If you are a cancer researcher or oncologist and reading this, you may be familiar with our work published throughout the years. However, it was only last year that the first demonstration of the approach was employed to personalize treatments. This was also demonstrated in our collaborative study, published in Cancer Discovery:Personalized In Vitro and In Vivo Cancer Models to Guide Precision Medicine” by Chantal Pauli et al.

My team at SEngine, and at our non-profit organization Cure First, recently used high through-put screening to test more than 100 FDA-approved drugs against four different tumor organoids. We reconfirmed the startling truth: cancer is exceptionally personal. As evidence, during our screen, we found four different combinations of drugs that would work best for each of the four patients.

If you are reading this and you are a cancer patient, or the loved one of a cancer patient, this information is both empowering and heartbreaking. It is empowering because it means, as our research shows that your cancer could potentially respond to a discreet drug or to a combination of drugs that are approved for other cancer types and entail less-toxic options then classic chemotherapeutics. This is what allows us to answer the question our patients commonly ask: Can you find a drug that will work for my cancer? This information may also be frustrating because this could be the first time you are reading of this advance in diagnostic options.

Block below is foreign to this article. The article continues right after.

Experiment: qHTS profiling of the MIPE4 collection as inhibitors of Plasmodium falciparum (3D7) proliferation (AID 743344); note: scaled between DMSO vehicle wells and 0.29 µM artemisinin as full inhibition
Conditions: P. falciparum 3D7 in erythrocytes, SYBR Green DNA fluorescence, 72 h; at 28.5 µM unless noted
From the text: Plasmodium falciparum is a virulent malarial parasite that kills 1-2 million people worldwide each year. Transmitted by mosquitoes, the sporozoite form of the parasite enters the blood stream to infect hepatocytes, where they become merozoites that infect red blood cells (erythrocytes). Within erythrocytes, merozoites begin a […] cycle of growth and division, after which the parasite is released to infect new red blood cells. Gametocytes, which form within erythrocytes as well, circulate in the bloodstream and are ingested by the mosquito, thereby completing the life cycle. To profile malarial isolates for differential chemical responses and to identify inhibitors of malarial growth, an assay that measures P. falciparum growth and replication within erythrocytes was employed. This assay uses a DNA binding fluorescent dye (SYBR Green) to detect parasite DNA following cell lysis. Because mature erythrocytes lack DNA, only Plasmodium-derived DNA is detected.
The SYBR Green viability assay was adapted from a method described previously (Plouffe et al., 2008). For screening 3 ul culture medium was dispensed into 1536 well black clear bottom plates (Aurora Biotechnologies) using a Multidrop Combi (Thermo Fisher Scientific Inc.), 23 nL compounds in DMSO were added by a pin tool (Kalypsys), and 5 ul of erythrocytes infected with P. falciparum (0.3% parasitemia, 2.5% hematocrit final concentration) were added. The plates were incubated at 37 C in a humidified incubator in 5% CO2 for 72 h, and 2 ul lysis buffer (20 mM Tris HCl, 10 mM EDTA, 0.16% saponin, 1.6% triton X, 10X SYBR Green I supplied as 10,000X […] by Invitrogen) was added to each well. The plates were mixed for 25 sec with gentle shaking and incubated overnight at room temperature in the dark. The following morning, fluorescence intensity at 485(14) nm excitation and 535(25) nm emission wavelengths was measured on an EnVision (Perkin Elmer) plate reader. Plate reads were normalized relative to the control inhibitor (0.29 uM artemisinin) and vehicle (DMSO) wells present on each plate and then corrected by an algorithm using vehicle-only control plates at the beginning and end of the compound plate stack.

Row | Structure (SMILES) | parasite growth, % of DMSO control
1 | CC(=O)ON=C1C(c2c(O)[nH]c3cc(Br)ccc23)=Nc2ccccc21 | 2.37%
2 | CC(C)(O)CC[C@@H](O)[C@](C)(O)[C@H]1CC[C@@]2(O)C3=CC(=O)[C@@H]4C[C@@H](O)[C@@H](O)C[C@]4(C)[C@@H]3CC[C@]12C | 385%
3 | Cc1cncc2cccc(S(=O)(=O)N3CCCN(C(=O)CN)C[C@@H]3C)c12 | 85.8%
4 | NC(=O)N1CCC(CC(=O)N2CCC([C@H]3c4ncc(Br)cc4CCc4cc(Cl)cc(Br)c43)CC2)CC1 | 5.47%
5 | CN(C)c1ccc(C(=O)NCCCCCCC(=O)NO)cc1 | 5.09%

There are more articles that I would encourage you to read and use to inform yourself about functional precision medicine. The study Dr. Pauli published in Cancer Discovery has subsequently been discussed in the July 2017 publications of Nature and Nature Medicine.

The photo of Dr. Watson and myself continues to remind me of the significance of our conversation — one that continues today. Thanks to the research cited above, and our new pride of young functional precision medicine lions, we can discover vulnerabilities in each patient’s unique cancer.